Neuroimmunology tile_ An oligodendrocyte, axons and an activated microglial cell in a demyelinating brain

There is now compelling evidence that neuro-immune mechanisms play a fundamental role in psychiatric and neurodegenerative diseases. Depending on chronicity and context, this can be restorative or pathogenic.  

This group is focused on understanding the role of immune responses in diseases ranging from classical neurological conditions such as multiple sclerosis through to the relationship between the brain’s response to immune-mediated inflammation resulting in phenotypes such as depression, pain, fatigue and cognitive impairment.


Prof Sue Barnett | Professor of Cellular Neuroscience

Our research focus is the immunological effect on/induced in the nervous system during diseases, such as multiple sclerosis, and after spinal cord injury. Specifically, we have studied how the immune response changes and affects outcome in these pathologies.


‌‌A head and shoulders profile shot of Professor Sue Barnett in the lab

Prof Neil Basu | Musculoskeletal Medicine & Vasculitis

I deliver multi-disciplinary clinical research studies which aim to better understand the commanding symptoms of chronic pain and fatigue in patients with inflammatory rheumatic diseases.  Specifically I am interested in evaluating the roles of neurobiological and inflammatory factors.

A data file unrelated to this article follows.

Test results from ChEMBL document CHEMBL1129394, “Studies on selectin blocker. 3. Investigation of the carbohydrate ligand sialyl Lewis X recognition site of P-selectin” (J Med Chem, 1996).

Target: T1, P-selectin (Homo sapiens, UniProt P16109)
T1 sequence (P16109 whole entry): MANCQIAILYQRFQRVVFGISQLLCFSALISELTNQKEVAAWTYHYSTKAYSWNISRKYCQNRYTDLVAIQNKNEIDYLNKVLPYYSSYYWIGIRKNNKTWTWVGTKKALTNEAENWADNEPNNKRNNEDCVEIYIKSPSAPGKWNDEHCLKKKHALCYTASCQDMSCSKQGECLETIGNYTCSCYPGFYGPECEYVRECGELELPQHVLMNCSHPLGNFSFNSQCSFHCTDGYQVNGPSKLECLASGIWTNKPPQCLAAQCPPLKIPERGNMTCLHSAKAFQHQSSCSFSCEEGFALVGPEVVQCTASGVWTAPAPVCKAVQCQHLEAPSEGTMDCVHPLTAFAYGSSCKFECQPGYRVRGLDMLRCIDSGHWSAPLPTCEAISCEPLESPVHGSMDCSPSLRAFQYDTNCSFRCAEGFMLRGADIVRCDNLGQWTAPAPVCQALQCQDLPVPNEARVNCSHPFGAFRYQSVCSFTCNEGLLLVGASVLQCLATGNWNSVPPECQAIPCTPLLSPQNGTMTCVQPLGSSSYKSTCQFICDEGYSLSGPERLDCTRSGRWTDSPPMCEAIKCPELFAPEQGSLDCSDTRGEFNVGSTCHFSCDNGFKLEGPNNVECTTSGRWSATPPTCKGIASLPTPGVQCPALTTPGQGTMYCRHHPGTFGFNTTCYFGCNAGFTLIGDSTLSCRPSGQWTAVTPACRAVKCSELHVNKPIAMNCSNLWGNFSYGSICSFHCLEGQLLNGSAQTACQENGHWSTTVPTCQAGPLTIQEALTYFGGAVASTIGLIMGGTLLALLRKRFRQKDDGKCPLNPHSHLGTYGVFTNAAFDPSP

‌‌A head and shoulders shot of Professor Neil Basu

Prof Jonathan Cavanagh | Professor of Psychiatry (Immunology)

‌‌A head and shoulders shot of Professor Jonathan Cavanagh against a blue background

Prof Julia Edgar | Professor of Neurobiology

The Axo-glia Research group studies the functions of the cells that form ‘myelinated axons’, the nervous system’s ‘wires’. Axons are injured in multiple sclerosis (MS), stroke, Alzheimer’s, motor neurone disease and several other neurodegenerative conditions. We aim to understand why axons are so susceptible and how we might protect them.

‌‌A head and shoulders shot of Professor Julia Edgar

Prof Carl Goodyear | Professor of Translational Immunology

A head and shoulders shot of Professor Carl Goodyear

Dr Thomas Otto | Senior Lecturer in Immunology

I am computer scientist with the interest to apply omics methods to biological problems and build computational tools to integrate and analyse the data.

‌‌A head and shoulders shot of Dr Thomas Otto

Prof Stefan Siebert | Inflammation Medicine & Rheumatology

I collaborate with colleagues to understand the central effects of chronic inflammation in patients with inflammatory arthritis, particularly in relation to the pain and fatigue that characterise these conditions.

‌‌A head and shoulders shot of Stefan Siebert

Prof Hugh Willison | Senior Research Fellow (Immunology)

I conduct basic and translation research on inflammatory neuropathy with a specific focus on the role of anti-glycolipid antibodies as both clinical biomarkers and pathogenic mediators of disease.

‌‌A head and shoulders profile shot of Professor Hugh Willison